For major expenses like a car or a home, you would need to have a long-term financial plan. Aside from saving money for quite a long time, you may need to plan your loan applications and repayments if approved. You may also need to start investing in various schemes to save enough money for the down payment, as well as for the regular repayments.

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6. Build and maintain a good credit profile and score

You’ll never know when you need to get more funds to pay for a personal or business project. If you have a good credit profile, you can easily borrow money with a low-interest charge from lenders. Many lenders would be willing to approve your loan application with a good credit profile because it reflects a responsible attitude towards handling finances and managing debt.

  • To establish a good credit profile, you need to have a history of taking our debts that you responsibly paid on time. Typically, this can initially be done with the use of credit cards before proceeding to take out bigger loans, like vehicle financing and business loans.
  • When using a credit card, do not spend more than the recommended 30% of your maximum credit limit. Doing so will affect your credit score negatively as it suggests that you’re having problems with your cash flow.
  • If you’re running a business, it is best to use a separate credit card for business expenses. Your business’s credit profile is different from your personal credit profile.

Aside from responsibly handling your debts, be mindful also of your bills. Pay them on time to avoid late payment penalties. If you have a long-overdue bill, a utility company can also send your account to a collection agency, which in turn may forward your records to the credit bureaus.

7. Use financial management tools

There are plenty of financial management tools that you can utilise to manage your finances, from your credit cards to your bank transactions. The most advanced of these apps and software programs not only can help you budget and track your spending, but they also have bill payment and investment forecasting capabilities.

Top financial management tools include:

  • Xero
  • Quickbooks
  • Mint
  • MoneyBrilliant
  • Australian Taxation Office app

8. Secure your financial identity

Identity theft is common. Don’t fall victim to it. Keep your financial information private. Avoid sharing it with a stranger, especially over the phone. If you need to provide your financial information to sort out an issue on your bank account and other financial-related concerns, visit the concerned institution to talk about your issues in person. If you need to speak to a company representative over the phone, initiate the call by contacting its official phone numbers.

The same wariness should be applied to your emails. Aside from practising caution when communicating with any company representative, also refrain from responding to spam and phishing emails, clicking on any links inside them, and downloading any attachments.

If you use banking and other financial-related apps, always secure your transactions by using a strong password--usually a combination of letters, numbers and special characters--that you regularly change.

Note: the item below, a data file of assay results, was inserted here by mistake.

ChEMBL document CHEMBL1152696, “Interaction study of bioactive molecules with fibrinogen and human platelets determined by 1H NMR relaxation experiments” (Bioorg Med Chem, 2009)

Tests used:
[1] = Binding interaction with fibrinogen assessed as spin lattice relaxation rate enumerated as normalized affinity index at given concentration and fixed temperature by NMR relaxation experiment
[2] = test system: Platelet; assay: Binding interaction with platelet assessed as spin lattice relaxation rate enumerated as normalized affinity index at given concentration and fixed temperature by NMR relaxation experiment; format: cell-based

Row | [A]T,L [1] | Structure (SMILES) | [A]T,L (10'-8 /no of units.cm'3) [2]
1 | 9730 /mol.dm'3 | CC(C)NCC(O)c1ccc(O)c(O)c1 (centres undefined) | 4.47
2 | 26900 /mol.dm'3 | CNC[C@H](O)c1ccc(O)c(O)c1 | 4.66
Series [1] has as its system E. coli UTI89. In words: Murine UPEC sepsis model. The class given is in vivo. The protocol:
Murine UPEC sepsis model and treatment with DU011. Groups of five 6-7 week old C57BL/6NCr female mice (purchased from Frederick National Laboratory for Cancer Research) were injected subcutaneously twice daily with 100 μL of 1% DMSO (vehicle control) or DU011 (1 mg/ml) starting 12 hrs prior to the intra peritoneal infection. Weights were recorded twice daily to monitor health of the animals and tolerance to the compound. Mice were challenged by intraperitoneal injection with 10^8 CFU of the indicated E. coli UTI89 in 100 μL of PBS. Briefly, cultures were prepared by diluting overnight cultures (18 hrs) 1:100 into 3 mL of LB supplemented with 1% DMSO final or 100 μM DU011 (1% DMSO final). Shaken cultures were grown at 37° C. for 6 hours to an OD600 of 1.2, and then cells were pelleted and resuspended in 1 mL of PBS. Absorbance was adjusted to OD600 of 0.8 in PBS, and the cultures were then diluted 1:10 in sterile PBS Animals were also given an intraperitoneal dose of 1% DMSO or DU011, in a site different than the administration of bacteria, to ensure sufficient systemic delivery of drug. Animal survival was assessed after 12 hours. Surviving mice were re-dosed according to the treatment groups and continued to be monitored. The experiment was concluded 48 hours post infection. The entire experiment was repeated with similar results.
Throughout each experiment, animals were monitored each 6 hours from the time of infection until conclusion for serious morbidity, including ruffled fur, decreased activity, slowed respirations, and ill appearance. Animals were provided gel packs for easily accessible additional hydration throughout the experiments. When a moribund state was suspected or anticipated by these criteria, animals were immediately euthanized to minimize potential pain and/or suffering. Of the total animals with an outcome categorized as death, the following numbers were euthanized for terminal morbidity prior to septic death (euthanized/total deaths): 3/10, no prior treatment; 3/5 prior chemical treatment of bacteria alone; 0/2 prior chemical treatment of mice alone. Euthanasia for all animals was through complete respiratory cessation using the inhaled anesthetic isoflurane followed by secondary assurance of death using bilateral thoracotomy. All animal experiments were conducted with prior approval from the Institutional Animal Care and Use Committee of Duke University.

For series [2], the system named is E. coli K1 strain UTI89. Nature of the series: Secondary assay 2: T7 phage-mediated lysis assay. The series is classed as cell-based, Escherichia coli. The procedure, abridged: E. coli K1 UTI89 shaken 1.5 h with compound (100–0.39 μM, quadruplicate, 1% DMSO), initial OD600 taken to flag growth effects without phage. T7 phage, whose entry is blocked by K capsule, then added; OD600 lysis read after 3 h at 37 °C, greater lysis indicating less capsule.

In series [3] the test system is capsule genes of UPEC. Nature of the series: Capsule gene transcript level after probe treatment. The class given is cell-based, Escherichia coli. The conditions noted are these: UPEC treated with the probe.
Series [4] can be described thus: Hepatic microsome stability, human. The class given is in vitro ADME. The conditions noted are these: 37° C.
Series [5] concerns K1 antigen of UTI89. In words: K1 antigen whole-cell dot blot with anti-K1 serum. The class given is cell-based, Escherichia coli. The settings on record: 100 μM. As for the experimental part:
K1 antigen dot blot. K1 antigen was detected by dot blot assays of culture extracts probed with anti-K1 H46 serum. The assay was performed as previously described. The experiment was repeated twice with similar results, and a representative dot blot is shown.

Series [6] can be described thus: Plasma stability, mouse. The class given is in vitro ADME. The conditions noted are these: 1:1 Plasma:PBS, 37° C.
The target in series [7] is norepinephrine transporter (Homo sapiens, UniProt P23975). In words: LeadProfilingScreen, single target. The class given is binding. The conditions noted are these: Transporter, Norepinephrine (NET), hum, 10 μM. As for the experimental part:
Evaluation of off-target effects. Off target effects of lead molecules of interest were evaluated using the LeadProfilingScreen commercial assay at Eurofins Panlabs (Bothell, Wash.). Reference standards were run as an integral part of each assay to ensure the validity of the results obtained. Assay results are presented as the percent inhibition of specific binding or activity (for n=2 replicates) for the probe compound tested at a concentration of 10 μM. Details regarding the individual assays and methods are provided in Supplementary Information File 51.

9. Plan with your house companions

Are you living with your family or friends? Make everyone in your household involved in financial planning. After all, these “other people at home” are likely included in your weekly, fortnightly, or monthly budget.

For instance, if you’re preparing for an upcoming holiday celebration, let everyone know that you’re financially preparing for it by minimising spending and saving as much as possible. Also, encourage them to share their thoughts and ideas on money issues.

  • The same principle applies when you’re running a business. If you own a company, you have to include your key employees in financial planning as they are likely to have great insights.

To teach your kids the importance of good money management, introduce them to the concept of savings by providing them with a piggy bank and then later on, opening their own savings account. Also, share with them your personal experiences with money issues, as well as the financial literacy resources that you've collected from various sources.

10. Regularly review and update your financial plan

Revisit your financial plan from time to time to track your goals and check your progress.

Aside from helping you identify and correct errors in the plan, the constant reviews can also motivate you to keep going on your financial journey despite the challenges. It also assures you that the plan aligns with your current situation.

Financial experts recommend reviewing your financial plan every three to six months and when a significant life event unfolds.

In case your financial situation changes, like getting a salary increase or losing your income after being terminated from your job or failing your business, you need to adjust or update your financial plan to reflect your new needs and goals.


Financial literacy is a necessity that you should master along with everyone else who uses cash or credit cards. It helps you stay in control of your finances and work towards your short-term and long-term financial goals. Without adequate financial know-how, you’re bound to get caught in debt or be stuck in the endless cycle of debt and money problems.